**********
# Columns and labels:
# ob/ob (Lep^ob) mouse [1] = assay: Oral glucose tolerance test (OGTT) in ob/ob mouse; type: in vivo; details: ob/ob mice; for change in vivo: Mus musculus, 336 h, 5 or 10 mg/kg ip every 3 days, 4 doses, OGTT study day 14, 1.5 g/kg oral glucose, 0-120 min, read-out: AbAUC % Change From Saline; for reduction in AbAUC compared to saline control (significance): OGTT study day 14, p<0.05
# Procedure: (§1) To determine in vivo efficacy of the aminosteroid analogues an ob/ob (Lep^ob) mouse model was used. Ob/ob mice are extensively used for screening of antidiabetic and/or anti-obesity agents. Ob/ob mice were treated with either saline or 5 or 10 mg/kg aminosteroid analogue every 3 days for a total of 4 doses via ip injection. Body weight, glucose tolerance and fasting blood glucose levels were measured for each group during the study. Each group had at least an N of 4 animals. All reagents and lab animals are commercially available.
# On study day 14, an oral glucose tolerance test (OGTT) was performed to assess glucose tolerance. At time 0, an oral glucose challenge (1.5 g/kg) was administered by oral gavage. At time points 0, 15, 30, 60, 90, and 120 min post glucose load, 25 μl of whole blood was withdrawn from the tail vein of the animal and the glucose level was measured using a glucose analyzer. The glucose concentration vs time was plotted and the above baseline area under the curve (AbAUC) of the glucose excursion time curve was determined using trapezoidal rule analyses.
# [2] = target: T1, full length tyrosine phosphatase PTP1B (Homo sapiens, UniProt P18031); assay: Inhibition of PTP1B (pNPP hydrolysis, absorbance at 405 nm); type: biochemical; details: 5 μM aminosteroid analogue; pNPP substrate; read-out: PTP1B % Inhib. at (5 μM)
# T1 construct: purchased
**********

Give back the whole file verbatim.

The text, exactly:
# Columns and labels:
# ob/ob (Lep^ob) mouse [1] = assay: Oral glucose tolerance test (OGTT) in ob/ob mouse; type: in vivo; details: ob/ob mice; for change in vivo: Mus musculus, 336 h, 5 or 10 mg/kg ip every 3 days, 4 doses, OGTT study day 14, 1.5 g/kg oral glucose, 0-120 min, read-out: AbAUC % Change From Saline; for reduction in AbAUC compared to saline control (significance): OGTT study day 14, p<0.05
# Procedure: (§1) To determine in vivo efficacy of the aminosteroid analogues an ob/ob (Lep^ob) mouse model was used. Ob/ob mice are extensively used for screening of antidiabetic and/or anti-obesity agents. Ob/ob mice were treated with either saline or 5 or 10 mg/kg aminosteroid analogue every 3 days for a total of 4 doses via ip injection. Body weight, glucose tolerance and fasting blood glucose levels were measured for each group during the study. Each group had at least an N of 4 animals. All reagents and lab animals are commercially available.
# On study day 14, an oral glucose tolerance test (OGTT) was performed to assess glucose tolerance. At time 0, an oral glucose challenge (1.5 g/kg) was administered by oral gavage. At time points 0, 15, 30, 60, 90, and 120 min post glucose load, 25 μl of whole blood was withdrawn from the tail vein of the animal and the glucose level was measured using a glucose analyzer. The glucose concentration vs time was plotted and the above baseline area under the curve (AbAUC) of the glucose excursion time curve was determined using trapezoidal rule analyses.
# [2] = target: T1, full length tyrosine phosphatase PTP1B (Homo sapiens, UniProt P18031); assay: Inhibition of PTP1B (pNPP hydrolysis, absorbance at 405 nm); type: biochemical; details: 5 μM aminosteroid analogue; pNPP substrate; read-out: PTP1B % Inhib. at (5 μM)
# T1 construct: purchased